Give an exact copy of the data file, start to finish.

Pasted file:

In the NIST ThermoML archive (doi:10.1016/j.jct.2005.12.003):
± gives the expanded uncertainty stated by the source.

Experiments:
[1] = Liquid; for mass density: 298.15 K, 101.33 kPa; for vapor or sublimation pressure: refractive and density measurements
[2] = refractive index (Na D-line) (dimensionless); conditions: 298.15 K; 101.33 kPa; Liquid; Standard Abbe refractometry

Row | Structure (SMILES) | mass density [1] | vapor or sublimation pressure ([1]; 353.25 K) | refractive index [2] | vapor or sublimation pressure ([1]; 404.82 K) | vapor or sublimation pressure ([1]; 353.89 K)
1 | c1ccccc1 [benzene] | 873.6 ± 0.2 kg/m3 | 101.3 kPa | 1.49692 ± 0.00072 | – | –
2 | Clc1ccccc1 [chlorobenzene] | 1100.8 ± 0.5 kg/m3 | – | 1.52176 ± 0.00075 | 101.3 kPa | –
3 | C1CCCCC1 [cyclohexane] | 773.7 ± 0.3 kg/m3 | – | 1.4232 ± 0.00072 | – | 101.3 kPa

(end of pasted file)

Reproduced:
In the NIST ThermoML archive (doi:10.1016/j.jct.2005.12.003):
± gives the expanded uncertainty stated by the source.

Experiments:
[1] = Liquid; for mass density: 298.15 K, 101.33 kPa; for vapor or sublimation pressure: refractive and density measurements
[2] = refractive index (Na D-line) (dimensionless); conditions: 298.15 K; 101.33 kPa; Liquid; Standard Abbe refractometry

Row | Structure (SMILES) | mass density [1] | vapor or sublimation pressure ([1]; 353.25 K) | refractive index [2] | vapor or sublimation pressure ([1]; 404.82 K) | vapor or sublimation pressure ([1]; 353.89 K)
1 | c1ccccc1 [benzene] | 873.6 ± 0.2 kg/m3 | 101.3 kPa | 1.49692 ± 0.00072 | – | –
2 | Clc1ccccc1 [chlorobenzene] | 1100.8 ± 0.5 kg/m3 | – | 1.52176 ± 0.00075 | 101.3 kPa | –
3 | C1CCCCC1 [cyclohexane] | 773.7 ± 0.3 kg/m3 | – | 1.4232 ± 0.00072 | – | 101.3 kPa